NOTE IT!

Question: Is spore formation exclusive to bacteria?


No! Many other organisms produce spores as well. While many bacillus species can form spores, there are other organisms that produce spores as well. Examples of such organisms are plants, certain fungi (e.g., Zygomycota), and protists/algae (e.g., dinoflagellates, zooxanthellae, and some green algae). However,  their spores are notably different from bacterial endospores in many aspects. While the spores produced by spore-forming organisms contain genetic material their spores differ in structure and primary purpose.

  • Bacterial endospores have a core surrounded by protective layers. Spores of eukaryotic cells are rather more complex, with special structures for attachment or mechanisms for dispersal or dormancy.
  • While bacterial endospores are efficient at protecting the bacterial cell from adverse conditions, the spores produced by other organisms are not as resilient as the bacterial endospores.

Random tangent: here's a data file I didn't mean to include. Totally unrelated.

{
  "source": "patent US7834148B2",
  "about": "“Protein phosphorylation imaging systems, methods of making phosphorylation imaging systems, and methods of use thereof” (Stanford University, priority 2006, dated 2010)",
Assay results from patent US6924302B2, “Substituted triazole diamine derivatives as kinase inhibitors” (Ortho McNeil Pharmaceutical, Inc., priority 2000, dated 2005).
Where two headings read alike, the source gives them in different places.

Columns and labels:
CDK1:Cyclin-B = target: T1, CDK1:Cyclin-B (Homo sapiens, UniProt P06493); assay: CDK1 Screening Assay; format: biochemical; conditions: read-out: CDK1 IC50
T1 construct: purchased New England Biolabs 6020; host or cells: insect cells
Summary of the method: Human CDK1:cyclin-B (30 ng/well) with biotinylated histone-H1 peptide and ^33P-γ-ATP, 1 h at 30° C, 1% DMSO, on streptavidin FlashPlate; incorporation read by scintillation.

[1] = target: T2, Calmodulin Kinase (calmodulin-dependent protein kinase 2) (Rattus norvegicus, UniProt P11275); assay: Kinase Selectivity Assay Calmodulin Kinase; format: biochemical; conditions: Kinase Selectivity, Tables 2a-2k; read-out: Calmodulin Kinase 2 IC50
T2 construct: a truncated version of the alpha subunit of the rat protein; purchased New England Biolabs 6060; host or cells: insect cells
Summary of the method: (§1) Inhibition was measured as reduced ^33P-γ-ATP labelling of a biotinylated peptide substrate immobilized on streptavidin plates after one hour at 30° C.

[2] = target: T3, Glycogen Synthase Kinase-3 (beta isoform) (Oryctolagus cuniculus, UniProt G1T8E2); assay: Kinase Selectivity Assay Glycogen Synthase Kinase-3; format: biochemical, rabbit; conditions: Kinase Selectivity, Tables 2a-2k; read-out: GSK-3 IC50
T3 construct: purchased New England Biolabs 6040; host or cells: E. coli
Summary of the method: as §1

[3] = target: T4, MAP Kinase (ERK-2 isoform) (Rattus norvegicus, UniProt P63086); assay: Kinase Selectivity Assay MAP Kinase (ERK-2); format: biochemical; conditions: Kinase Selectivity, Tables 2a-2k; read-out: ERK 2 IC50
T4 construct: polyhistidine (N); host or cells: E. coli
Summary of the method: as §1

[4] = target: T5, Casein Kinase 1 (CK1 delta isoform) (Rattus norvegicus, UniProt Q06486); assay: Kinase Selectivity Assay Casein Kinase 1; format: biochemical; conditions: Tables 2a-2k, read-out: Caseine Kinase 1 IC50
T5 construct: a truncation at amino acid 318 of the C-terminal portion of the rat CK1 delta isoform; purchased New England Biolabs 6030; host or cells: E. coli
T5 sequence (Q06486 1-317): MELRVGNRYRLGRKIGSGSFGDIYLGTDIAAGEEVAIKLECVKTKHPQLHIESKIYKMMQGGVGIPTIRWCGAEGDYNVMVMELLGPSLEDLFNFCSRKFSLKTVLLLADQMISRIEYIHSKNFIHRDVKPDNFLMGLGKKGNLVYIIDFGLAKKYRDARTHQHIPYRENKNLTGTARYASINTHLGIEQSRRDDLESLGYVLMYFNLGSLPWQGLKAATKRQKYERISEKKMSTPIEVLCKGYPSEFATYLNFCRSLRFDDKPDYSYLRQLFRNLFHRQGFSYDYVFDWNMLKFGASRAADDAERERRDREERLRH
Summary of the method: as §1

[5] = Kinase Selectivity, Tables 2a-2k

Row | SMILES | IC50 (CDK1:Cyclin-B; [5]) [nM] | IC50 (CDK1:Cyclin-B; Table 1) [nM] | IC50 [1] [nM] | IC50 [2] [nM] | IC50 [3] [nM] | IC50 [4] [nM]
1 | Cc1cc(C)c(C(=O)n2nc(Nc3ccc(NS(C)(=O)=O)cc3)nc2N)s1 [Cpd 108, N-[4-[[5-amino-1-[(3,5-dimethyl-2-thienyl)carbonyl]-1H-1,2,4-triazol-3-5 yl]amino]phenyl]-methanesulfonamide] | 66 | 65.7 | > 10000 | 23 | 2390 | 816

• Thus,  the primary purpose of bacterial endospores is for bacterial survival under extreme environmental conditions. The spores of other organisms are primarily for reproduction and dispersal and shall develop into new individuals when conditions are suitable.

Examples Of Gram-Positive Endospore-Forming Rods

Gram-positive endospore-forming rods are a group of bacteria belonging to the phylum Firmicutes, particularly the genus Bacillus and genus Clostridium. However, not all are capable of producing endospores (e.g., Corynebacterium sp., Listeria sp., Actinomyces sp., Corynebacterium sp.).

Many Bacillus species and Clostridium species are Gram-positive endospore-forming bacterial rods. Specific examples include the following:

  • Bacillus anthracis, the causative agent of anthrax
  • Bacillus cereus, a common foodborne pathogen
  • Bacillus subtilis, a model organism for studying sporulation
  • Clostridium tetani, associated with tetanus
  • Clostridium botulinum, associated with botulism
  • Clostridium perfringens, associated with food poisoning and gas gangrene

Importance